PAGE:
Migrants flown to Martha’s Vineyard move to US military base


The White House condemns the transfer of 50 Venezuelan migrants to the wealthy American island as a ‘cruel stunt’ by Republicans.

Migrants who were flown to the wealthy US island of Martha’s Vineyard this week in what critics have called a “cruel political stunt” by Republican lawmakers will be moved to a military base, Massachusetts state officials have announced.

About 50 migrants, including half a dozen children, boarded buses Friday to take the ferry to Cape Cod, where Massachusetts Governor Charlie Baker said they would be temporarily housed at Joint Base Cape Cod.

They will receive housing in dormitories, food and services, including health care and access to counseling, Baker said in a statement, adding that 125 members of the National Guard will be activated to assist with the relief efforts.

“We are grateful to the health care providers, volunteers and local officials who have stepped up to Martha’s Vineyard over the past few days to immediately serve these individuals,” the Republican governor said.

The move left a number of Martha’s Vineyard residents in tears who volunteered to house the migrants in a church for two nights.

Volunteers who helped dozens of migrants flown from Texas to Martha’s Vineyard embrace in Edgartown, US, Sept. 15 [Ron Schloerb/Cape Cod Times/USA Today Network via Reuters]

“I want them to have a good life,” said Lisa Belcastro, who helped organize cots and supplies at St. Andrews Episcopal Church, which sits among expensive white-shingled houses in Edgartown.

“I want them to come to America and be embraced. They all want to work.”

The group was flown to Martha’s Vineyard without warning on Thursday as part of an escalating effort by Republican governors to draw attention to what they view as US President Joe Biden’s failure to secure the US-Mexico border amid of record attempts to cross.

Florida Governor Ron DeSantis, who is running for re-election in November, has taken credit for transporting the migrants from Texas to Martha’s Vineyard, even though the legal basis for the Florida government to pick up migrants in another state suits remained unclear.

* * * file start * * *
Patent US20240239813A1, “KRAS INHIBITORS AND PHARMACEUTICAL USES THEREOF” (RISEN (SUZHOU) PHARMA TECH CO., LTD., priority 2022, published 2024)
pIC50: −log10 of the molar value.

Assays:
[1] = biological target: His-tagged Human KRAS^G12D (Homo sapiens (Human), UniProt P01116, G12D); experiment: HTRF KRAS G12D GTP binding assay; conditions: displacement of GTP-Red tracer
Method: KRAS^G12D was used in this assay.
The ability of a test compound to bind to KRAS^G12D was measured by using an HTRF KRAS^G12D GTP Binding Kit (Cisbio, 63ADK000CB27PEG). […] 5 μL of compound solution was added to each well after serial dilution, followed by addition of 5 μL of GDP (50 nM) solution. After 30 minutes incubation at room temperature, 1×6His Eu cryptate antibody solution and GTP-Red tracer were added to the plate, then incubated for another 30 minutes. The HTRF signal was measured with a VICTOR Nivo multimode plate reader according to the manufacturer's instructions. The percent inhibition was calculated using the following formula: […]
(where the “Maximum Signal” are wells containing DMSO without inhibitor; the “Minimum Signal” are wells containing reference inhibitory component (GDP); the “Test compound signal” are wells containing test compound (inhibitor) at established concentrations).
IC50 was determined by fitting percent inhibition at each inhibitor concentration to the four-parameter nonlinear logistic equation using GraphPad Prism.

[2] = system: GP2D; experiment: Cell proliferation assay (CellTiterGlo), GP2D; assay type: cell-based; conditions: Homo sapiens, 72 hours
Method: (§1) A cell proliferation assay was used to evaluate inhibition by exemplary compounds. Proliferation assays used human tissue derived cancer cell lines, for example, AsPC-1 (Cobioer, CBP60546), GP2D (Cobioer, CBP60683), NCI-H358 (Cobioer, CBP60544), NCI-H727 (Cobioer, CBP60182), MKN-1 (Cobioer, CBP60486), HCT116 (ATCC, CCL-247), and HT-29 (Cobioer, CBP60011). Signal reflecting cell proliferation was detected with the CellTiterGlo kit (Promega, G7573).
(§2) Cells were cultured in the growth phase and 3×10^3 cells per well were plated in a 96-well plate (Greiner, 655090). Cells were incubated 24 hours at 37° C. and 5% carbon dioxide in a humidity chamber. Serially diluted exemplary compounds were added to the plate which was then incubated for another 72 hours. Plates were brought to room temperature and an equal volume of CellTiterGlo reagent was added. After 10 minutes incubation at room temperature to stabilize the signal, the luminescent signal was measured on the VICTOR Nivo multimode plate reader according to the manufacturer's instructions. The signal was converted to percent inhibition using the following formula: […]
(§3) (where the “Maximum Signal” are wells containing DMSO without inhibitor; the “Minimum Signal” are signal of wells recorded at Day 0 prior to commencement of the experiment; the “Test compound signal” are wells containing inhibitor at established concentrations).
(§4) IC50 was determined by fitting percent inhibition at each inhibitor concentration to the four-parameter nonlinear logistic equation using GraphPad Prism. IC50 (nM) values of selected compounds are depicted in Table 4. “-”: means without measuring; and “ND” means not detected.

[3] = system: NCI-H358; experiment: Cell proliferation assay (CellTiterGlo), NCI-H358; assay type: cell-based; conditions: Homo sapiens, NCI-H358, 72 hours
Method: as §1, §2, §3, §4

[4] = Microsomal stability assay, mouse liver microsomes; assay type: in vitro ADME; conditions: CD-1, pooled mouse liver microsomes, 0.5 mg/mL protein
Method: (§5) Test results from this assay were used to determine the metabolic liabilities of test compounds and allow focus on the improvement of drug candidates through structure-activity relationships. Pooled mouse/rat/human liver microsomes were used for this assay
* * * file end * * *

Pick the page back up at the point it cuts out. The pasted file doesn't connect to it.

The migrants said they were recently admitted to the United States with an accelerated permit known as humanitarian parole after fleeing Venezuela and staying at a shelter in San Antonio, Texas.

Rachel Self, a Boston immigration attorney who provided legal aid to some migrants, said they had been lured to planes under false pretenses.

“They were told there was a surprise gift for them and that jobs and housing would be waiting for them when they arrived,” Self told a news conference on Thursday.

“This was clearly a sadistic lie,” she said.

“Not only did those responsible for this stunt know there was no housing or work for the migrants, they also consciously chose not to call ahead any authority on Martha’s Vineyard so that even the most basic human needs could not be met. regularly. .”

The White House called the episode a “cruel, premeditated political stunt” by Republican leaders.

“Why else would Governor DeSantis have spent the time chartering a flight to get migrants from another state…hiring a videographer to capture footage of that flight, but not bothering to let Massachusetts authorities know? that migrant children need food and shelter were about to land on their doorstep?” White House spokeswoman Karine Jean-Pierre told reporters this on Friday.

She added that Republican governors of Texas and Florida are interested in creating “political theater,” rather than finding solutions that would help migrant families.

Flights to Martha’s Vineyard follow a bus schedule by Republican governors of Texas and Arizona, which has sent more than 10,000 migrants to the Democrat-controlled cities of Washington, DC, New York and Chicago since April.

Texas Governor Greg Abbott sent two buses carrying about 100 migrants to Vice President Kamala Harris’ home in the US capital on Thursday.

Immigration is a major concern for Republican voters, and the party has sought to draw attention to the issue ahead of the Nov. 8 midterm elections, which will decide control of Congress and key governorships.

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